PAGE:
May 20, 2020

Baidu’s super app mini-programs score 100mn monthly users in just two months

WeChat
Baidu
Tencent
Super app
2 min
Baidu’s super app mini-programs score 100mn monthly users in just two months
Baidu, China’s most successful search engine and AI company, has announced that user figures for its super app’s new mini-programs have reached 100mn actively monthly users
 
The app utilises mini-programs in much the same way as Tencent’s ubiquitous WeChat, offering consumers sub-applications within one catch-all platform.
 
This expansion of its platform benefits users by removing the need to download and use multiple apps to carry out daily tasks, such as messaging, playing games, shopping on ecommerce sites, making payments, and much more.
 
Tencent has demonstrated the incredible scope of mini-programs with WeChat, offering over 1mn services on its wildly successful platform.
 
This boom in availability has been instigated by Tencent opening development of mini-platforms for WeChat to outside developers.
 
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According to South China Morning Post, Tencent offers such developers 30-50% of ad revenue generated by their mini-programs.
 
Pacific Epoch’s Raymond Feng commented on Baidu’s attempt to mimic this success as being emblematic of the firm’s maturity as a digital services provider.
 
“That is why Baidu has been investing in content generation and multiple platforms to retain users.”
 
He added that Baidu’s efforts to build an effective ecosystem would be “a long-term battle”.
 
SCMP said that Baidu’s app has reached 148mn daily active users, a rise of “17 per cent from same period last year”.

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Jun 17, 2021

Chinese Firm Taigusys Launches Emotion-Recognition System

Taigusys
China
huawei
AI
3 min
Critics claim that new AI emotion-recognition platforms like Taigusys could infringe on Chinese citizens’ rights ─ Taigusys disagrees

In a detailed investigative report, the Guardian reported that Chinese tech company Taigusys can now monitor facial expressions. The company claims that it can track fake smiles, chart genuine emotions, and help police curtail security threats. ‘Ordinary people here in China aren’t happy about this technology, but they have no choice. If the police say there have to be cameras in a community, people will just have to live with it’, said Chen Wei, company founder and chairman. ‘There’s always that demand, and we’re here to fulfil it’. 

 

Who Will Use the Data? 

As of right now, the emotion-recognition market is supposed to be worth US$36bn by 2023—which hints at rapid global adoption. Taigusys counts Huawei, China Mobile, China Unicom, and PetroChina among its 36 clients, but none of them has yet revealed if they’ve purchased the new AI. In addition, Taigusys will likely implement the technology in Chinese prisons, schools, and nursing homes.

 

It’s not likely that emotion-recognition AI will stay within the realm of private enterprise. President Xi Jinping has promoted ‘positive energy’ among citizens and intimated that negative expressions are no good for a healthy society. If the Chinese central government continues to gain control over private companies’ tech data, national officials could use emotional data for ideological purposes—and target ‘unhappy’ or ‘suspicious’ citizens.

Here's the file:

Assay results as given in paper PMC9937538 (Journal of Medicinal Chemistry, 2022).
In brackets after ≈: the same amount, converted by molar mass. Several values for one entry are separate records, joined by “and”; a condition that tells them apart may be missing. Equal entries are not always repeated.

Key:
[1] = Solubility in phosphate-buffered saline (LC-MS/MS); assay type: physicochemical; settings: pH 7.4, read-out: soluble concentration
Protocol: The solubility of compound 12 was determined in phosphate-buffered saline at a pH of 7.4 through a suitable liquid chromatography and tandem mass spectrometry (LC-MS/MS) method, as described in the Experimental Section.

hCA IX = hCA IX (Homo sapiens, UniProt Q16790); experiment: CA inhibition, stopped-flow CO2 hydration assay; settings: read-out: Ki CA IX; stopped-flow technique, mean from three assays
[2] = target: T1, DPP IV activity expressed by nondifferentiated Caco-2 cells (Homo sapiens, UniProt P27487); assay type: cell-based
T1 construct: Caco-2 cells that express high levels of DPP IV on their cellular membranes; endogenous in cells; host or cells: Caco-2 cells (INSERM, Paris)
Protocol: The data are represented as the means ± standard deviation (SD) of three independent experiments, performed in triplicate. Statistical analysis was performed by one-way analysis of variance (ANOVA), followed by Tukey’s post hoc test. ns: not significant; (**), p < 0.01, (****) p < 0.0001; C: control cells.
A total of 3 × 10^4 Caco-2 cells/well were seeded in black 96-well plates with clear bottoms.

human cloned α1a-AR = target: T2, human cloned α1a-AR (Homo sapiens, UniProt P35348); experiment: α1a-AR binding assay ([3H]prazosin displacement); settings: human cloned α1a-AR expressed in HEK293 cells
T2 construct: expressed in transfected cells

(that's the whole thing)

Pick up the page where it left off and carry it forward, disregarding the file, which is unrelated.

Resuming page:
How Does It Work? 

Taigusys’s AI will track facial muscle movements, body motions, and other biometric data to infer how a person is feeling, collecting massive amounts of personal data for machine learning purposes. If an individual displays too much negative emotion, the platform can recommend him or her for what’s termed ‘emotional support’—and what may end up being much worse. 

 

Can We Really Detect Human Emotions? 

This is still up for debate, but many critics say no. Psychologists still debate whether human emotions can be separated into basic emotions such as fear, joy, and surprise across cultures or whether something more complex is at stake. Many claim that AI emotion-reading technology is not only unethical but inaccurate since facial expressions don’t necessarily indicate someone’s true emotional state. 

 

In addition, Taigusys’s facial tracking system could promote racial bias. One of the company’s systems classes faces as ‘yellow, white, or black’; another distinguishes between Uyghur and Han Chinese; and sometimes, the technology picks up certain ethnic features better than others. 

 

Is China the Only One? 

Not a chance. Other countries have also tried to decode and use emotions. In 2007, the U.S. Transportation Security Administration (TSA) launched a heavily contested training programme (SPOT) that taught airport personnel to monitor passengers for signs of stress, deception, and fear. But China as a nation rarely discusses bias, and as a result, its AI-based discrimination could be more dangerous. 

 

‘That Chinese conceptions of race are going to be built into technology and exported to other parts of the world is troubling, particularly since there isn’t the kind of critical discourse [about racism and ethnicity in China] that we’re having in the United States’, said Shazeda Ahmed, an AI researcher at New York University (NYU)

 

Taigusys’s founder points out, on the other hand, that its system can help prevent tragic violence, citing a 2020 stabbing of 41 people in Guangxi Province. Yet top academics remain unconvinced. As Sandra Wachter, associate professor and senior research fellow at the University of Oxford’s Internet Institute, said: ‘[If this continues], we will see a clash with fundamental human rights, such as free expression and the right to privacy’. 

 

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